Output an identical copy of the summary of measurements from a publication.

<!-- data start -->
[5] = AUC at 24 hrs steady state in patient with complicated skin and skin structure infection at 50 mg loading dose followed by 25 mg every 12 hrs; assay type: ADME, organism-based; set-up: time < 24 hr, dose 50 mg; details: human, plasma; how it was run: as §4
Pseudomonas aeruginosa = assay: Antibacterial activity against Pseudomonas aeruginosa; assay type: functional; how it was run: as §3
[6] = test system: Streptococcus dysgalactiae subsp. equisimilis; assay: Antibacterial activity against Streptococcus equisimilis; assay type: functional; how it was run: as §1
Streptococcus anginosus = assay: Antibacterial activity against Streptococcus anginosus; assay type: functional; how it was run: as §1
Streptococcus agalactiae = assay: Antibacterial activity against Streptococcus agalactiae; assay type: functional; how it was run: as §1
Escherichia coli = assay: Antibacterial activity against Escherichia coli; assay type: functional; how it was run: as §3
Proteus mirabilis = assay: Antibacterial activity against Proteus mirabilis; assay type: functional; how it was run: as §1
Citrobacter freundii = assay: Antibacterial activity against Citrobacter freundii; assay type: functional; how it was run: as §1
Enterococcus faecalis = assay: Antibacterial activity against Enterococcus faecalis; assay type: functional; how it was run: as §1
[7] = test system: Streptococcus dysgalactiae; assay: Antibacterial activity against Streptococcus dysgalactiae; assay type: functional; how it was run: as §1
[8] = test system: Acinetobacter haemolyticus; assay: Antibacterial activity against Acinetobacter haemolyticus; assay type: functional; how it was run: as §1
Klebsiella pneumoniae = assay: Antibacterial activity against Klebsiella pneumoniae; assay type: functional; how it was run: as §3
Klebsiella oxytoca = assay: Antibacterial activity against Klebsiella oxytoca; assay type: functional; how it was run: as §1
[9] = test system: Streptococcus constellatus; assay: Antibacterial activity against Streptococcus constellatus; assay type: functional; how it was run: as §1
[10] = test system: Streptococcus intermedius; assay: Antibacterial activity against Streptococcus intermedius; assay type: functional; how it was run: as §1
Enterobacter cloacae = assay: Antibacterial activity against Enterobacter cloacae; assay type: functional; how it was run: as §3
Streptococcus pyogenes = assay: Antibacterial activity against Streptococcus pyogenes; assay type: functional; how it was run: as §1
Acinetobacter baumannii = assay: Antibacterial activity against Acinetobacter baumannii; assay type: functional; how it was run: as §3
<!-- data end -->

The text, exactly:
[5] = AUC at 24 hrs steady state in patient with complicated skin and skin structure infection at 50 mg loading dose followed by 25 mg every 12 hrs; assay type: ADME, organism-based; set-up: time < 24 hr, dose 50 mg; details: human, plasma; how it was run: as §4
Pseudomonas aeruginosa = assay: Antibacterial activity against Pseudomonas aeruginosa; assay type: functional; how it was run: as §3
[6] = test system: Streptococcus dysgalactiae subsp. equisimilis; assay: Antibacterial activity against Streptococcus equisimilis; assay type: functional; how it was run: as §1
Streptococcus anginosus = assay: Antibacterial activity against Streptococcus anginosus; assay type: functional; how it was run: as §1
Streptococcus agalactiae = assay: Antibacterial activity against Streptococcus agalactiae; assay type: functional; how it was run: as §1
Escherichia coli = assay: Antibacterial activity against Escherichia coli; assay type: functional; how it was run: as §3
Proteus mirabilis = assay: Antibacterial activity against Proteus mirabilis; assay type: functional; how it was run: as §1
Citrobacter freundii = assay: Antibacterial activity against Citrobacter freundii; assay type: functional; how it was run: as §1
Enterococcus faecalis = assay: Antibacterial activity against Enterococcus faecalis; assay type: functional; how it was run: as §1
[7] = test system: Streptococcus dysgalactiae; assay: Antibacterial activity against Streptococcus dysgalactiae; assay type: functional; how it was run: as §1
[8] = test system: Acinetobacter haemolyticus; assay: Antibacterial activity against Acinetobacter haemolyticus; assay type: functional; how it was run: as §1
Klebsiella pneumoniae = assay: Antibacterial activity against Klebsiella pneumoniae; assay type: functional; how it was run: as §3
Klebsiella oxytoca = assay: Antibacterial activity against Klebsiella oxytoca; assay type: functional; how it was run: as §1
[9] = test system: Streptococcus constellatus; assay: Antibacterial activity against Streptococcus constellatus; assay type: functional; how it was run: as §1
[10] = test system: Streptococcus intermedius; assay: Antibacterial activity against Streptococcus intermedius; assay type: functional; how it was run: as §1
Enterobacter cloacae = assay: Antibacterial activity against Enterobacter cloacae; assay type: functional; how it was run: as §3
Streptococcus pyogenes = assay: Antibacterial activity against Streptococcus pyogenes; assay type: functional; how it was run: as §1
Acinetobacter baumannii = assay: Antibacterial activity against Acinetobacter baumannii; assay type: functional; how it was run: as §3